I was out for my usual bike ride the other day when something unusual happened. The cable for my front derailleur broke. I can’t remember the last time that happened. For those who don’t know a road bike generally has four cables on it. Two cables for the brakes (one for the front and and one for the back brake) and two cables for the derailleurs (also front and back).

The brakes are self explanatory but the derailleurs might need some explanation. They’re the part of the bike that changes the gears. One end of the cable is attached to the gear shift near or on the handlebars and the other end is attached to the derailleur. Move the shifter with your hand and the cable moves the derailleur which then moves the chain from one gear to the next. The front derailleur moves the chain on the gears near the pedals and the rear derailleur moves the chain on the back wheel.

When I cycle I usually only use two out of my sixteen gears. A high and a low. I keep the chain on the third ring down on the back gear cassette and then move the front derailleur from the big gear to the little gear when I want pedaling to be easier. I find this works for me as I don’t like to do a lot of shifting. There is no such thing as being in the perfect gear so I don’t bother to try. I like my two gears.

When the cable snapped I lost my ability to change the gears in front. I no longer had a low and a high. Since I was out on the road I adjusted my rear gear until I found a medium and settled into that. That’s also how I rode for the next two days as I waited for my new gear cable to arrive once I ordered it off the internet.

They must be making cables better these days than in my youth because I can’t remember the last time I changed a cable. I remember changing a lot of them back when I was a kid in the late 1970s and early 1980s but I don’t think I’ve changed a cable in at least 15 if not 20 years. It’s really been a long time.

My current bike is about eight years old and has a new type of shifter on it. Before this I always had the old type of shifter. That was two levers mounted on the bike stem right below the handle bars. Pull one lever to adjust the back derailleur and the other to adjust the front. Now my bicycle has the gear shifts integrated with the brakes. Squeezing the brake grip with your hand depresses the brake but pushing the brake grip sideways makes the derailleur move the gear up one notch. Next to the brake grip is a thumb release that when pressed moves the derailleur down a notch. Pretty simple but I’d never put a cable in one before.

The cable I ordered came with a set of cables. One for the back and one for the front. The back cable is a bit longer but otherwise identical. It was easy enough to string the cable through the brake grip and along the eyelets on the bike where the cable sits but that’s when the fun began. With an old style gear shift the tension on the cable was important (or at least that’s what I remember). With this new style tension wasn’t as important. The derailleur sat in one position regardless of the tension on the cable and then the cable moved it into a second position. Seemed simple.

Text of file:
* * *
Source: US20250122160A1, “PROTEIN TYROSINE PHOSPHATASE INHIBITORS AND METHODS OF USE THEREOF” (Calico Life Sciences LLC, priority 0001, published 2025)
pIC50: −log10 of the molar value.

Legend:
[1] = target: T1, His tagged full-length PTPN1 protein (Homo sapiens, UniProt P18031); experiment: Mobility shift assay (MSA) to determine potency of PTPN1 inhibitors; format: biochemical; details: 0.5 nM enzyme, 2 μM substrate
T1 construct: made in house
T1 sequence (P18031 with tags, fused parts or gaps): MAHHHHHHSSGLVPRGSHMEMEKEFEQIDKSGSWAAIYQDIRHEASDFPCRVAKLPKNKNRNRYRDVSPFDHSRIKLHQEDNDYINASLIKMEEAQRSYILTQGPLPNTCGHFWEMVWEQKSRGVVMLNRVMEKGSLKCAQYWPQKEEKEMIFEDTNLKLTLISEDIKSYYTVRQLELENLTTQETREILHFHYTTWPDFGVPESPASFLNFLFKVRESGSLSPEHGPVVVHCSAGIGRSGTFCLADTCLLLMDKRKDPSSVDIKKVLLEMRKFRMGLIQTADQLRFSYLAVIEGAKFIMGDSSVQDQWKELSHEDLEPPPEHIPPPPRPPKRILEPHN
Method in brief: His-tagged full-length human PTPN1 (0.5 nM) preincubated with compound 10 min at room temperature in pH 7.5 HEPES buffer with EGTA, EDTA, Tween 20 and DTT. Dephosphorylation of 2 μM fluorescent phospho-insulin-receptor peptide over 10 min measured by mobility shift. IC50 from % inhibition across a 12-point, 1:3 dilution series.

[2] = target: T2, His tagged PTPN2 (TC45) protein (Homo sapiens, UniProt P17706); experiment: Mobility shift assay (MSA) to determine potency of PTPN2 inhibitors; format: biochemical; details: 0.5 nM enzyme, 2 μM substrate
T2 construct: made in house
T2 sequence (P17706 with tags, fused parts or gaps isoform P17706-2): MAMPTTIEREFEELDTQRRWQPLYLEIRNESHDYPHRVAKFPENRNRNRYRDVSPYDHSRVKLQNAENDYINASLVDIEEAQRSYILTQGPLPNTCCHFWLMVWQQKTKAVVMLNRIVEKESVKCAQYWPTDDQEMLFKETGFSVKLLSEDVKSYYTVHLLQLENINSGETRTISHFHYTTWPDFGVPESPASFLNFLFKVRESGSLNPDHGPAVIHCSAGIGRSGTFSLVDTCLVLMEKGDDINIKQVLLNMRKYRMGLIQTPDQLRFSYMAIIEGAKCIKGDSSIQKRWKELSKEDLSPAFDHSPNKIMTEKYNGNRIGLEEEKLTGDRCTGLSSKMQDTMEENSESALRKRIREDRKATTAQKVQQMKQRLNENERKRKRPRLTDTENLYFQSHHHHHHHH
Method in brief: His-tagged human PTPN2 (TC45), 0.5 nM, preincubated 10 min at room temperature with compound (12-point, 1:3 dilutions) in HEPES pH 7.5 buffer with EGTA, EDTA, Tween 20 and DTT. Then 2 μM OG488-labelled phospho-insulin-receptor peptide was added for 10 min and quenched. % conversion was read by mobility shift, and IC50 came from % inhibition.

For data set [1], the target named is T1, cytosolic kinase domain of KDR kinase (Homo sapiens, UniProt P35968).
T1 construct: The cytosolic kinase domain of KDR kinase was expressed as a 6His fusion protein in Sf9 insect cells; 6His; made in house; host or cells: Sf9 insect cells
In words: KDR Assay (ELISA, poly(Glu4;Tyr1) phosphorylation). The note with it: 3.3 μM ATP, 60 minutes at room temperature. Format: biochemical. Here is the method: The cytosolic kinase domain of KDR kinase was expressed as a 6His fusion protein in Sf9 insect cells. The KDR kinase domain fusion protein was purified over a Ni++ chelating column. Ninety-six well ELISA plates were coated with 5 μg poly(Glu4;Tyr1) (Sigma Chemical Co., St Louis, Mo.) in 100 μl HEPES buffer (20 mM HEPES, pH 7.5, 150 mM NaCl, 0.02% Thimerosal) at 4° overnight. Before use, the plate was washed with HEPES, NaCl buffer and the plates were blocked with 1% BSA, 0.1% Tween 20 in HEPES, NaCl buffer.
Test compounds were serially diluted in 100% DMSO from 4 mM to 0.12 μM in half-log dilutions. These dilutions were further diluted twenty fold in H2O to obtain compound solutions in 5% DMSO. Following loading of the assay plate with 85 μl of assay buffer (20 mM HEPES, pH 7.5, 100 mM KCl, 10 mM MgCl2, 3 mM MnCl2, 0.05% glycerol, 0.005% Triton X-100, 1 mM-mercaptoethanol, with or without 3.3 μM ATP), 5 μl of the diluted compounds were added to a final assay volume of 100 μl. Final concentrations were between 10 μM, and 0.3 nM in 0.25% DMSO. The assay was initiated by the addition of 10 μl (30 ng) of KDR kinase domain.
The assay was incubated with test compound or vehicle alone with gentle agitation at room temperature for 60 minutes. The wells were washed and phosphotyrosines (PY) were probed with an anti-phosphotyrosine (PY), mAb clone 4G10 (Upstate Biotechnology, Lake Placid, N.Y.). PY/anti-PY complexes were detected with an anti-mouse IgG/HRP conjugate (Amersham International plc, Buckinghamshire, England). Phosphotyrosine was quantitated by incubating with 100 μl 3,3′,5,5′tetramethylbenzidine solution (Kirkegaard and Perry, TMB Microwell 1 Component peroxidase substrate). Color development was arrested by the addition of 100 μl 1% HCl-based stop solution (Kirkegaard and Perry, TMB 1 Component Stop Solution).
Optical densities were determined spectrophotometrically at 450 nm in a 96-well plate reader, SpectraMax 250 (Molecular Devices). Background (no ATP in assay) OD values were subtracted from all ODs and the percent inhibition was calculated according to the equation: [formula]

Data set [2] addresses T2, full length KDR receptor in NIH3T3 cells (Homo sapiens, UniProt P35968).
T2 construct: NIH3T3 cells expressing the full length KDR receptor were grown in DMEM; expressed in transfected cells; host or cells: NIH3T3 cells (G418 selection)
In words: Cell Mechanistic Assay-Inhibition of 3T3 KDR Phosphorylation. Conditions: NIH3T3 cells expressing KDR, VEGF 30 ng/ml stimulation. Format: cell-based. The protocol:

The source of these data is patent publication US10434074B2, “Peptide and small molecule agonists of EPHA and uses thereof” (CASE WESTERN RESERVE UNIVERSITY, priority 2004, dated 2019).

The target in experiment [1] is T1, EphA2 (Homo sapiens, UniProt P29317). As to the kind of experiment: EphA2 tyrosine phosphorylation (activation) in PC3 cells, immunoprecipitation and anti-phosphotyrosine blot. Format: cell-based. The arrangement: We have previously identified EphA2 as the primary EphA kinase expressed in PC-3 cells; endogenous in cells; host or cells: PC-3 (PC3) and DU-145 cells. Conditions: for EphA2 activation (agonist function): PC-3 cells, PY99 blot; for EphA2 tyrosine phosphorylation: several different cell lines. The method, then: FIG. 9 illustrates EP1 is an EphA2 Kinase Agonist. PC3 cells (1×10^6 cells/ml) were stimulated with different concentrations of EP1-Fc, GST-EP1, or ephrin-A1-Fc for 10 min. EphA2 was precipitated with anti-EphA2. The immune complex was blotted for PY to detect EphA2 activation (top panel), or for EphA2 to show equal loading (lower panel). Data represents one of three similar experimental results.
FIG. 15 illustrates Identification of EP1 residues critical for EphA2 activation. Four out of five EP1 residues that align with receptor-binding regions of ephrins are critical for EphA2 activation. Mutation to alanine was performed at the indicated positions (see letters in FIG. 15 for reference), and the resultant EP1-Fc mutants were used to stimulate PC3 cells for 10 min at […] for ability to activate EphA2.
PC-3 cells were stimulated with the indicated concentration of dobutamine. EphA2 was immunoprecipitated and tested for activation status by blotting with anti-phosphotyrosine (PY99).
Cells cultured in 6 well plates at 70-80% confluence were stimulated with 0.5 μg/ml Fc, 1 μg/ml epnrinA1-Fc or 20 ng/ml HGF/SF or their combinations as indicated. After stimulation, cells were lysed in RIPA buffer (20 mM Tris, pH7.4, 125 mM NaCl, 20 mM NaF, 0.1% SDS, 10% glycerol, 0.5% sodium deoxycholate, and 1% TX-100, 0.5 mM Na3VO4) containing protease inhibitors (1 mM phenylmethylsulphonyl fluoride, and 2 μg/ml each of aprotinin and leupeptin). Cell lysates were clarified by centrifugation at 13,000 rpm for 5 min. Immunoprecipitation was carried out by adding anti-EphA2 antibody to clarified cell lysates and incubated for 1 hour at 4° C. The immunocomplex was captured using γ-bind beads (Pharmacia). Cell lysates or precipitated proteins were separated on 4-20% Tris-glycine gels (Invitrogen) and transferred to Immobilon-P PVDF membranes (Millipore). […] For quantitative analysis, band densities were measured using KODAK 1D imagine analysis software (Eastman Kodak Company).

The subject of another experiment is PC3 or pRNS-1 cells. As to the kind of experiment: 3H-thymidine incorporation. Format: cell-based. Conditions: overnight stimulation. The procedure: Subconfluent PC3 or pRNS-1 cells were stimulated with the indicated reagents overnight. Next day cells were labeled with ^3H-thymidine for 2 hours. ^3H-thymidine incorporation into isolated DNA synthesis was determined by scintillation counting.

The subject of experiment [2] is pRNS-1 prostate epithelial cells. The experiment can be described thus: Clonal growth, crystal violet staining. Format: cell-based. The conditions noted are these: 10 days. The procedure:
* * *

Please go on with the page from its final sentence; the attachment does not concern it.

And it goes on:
There are also two little adjustment screws on a derailleur. One limits how far the derailleur can move from side to side and the other shifts the derailleur’s position ever so slightly from left to right so you can make fine adjustments.

Everything was going fine except that no matter what I did the derailleur wouldn’t stay in that second position. It would shift the gear from the smaller ring to the bigger ring but then the derailleur would move back to the smaller ring. I had no idea why.

The derailleur always starts in the same position but as I mentioned before the brake grip has two possible positions. Depressed or undepressed. I switched back and forth between the two but still couldn’t get it to work. I even used a block of wood to move the derailleur into different starting position and then put tension on the cable but all that did was mess up the derailleur’s starting spot.

This went on for two hours and I cannot tell you how frustrated I was. But then to cap it off the cable broke. I don’t know what happened. I must have somehow set the cable to have too much tension on it. Then I moved the brake grip to try and shift gears and heard a snapping sound. I wanted to scream but instead I calmly grabbed the second cable, strung it through the brake grip and eyelets, and then took a break for dinner. What else could I do?

After dinner I decided to tackle it again. I tightened up the cable, tried the shifter, and it shifted up and stayed there like it should. Huh?!? It worked?!? I have no idea what I did differently but somehow it now worked as it should. Once it was on right I spent the next ten minutes making fine adjustments to try and get the derailleur not to rub on the chain. That’s usually the eternal battle with the front derailleur and it was quite a battle here.

I ended up losing that battle as I couldn’t get the chain to stop rubbing totally. I finally gave up and said I was done. The next day I took the bike out for a ride and was annoyed by the rubbing. It wasn’t a lot but it was there. But as I’ve noticed with my bike over the years the derailleur often stops rubbing by itself somehow. And it did as I rode.

Cables can get loose over the years and start to not shift correctly so I’ve often had to adjust them. Many time before I haven’t been able to get the chain not to rub but then a day latter it stops on its own. I’m not sure how that happens but it’s happened enough to make me think things have to “Settle in” after I finish adjusting stuff.

I’m glad I got that cable in right because for a while it looked like it wasn’t going to happen. Everything is back in order now and my rides are fine. Happy day.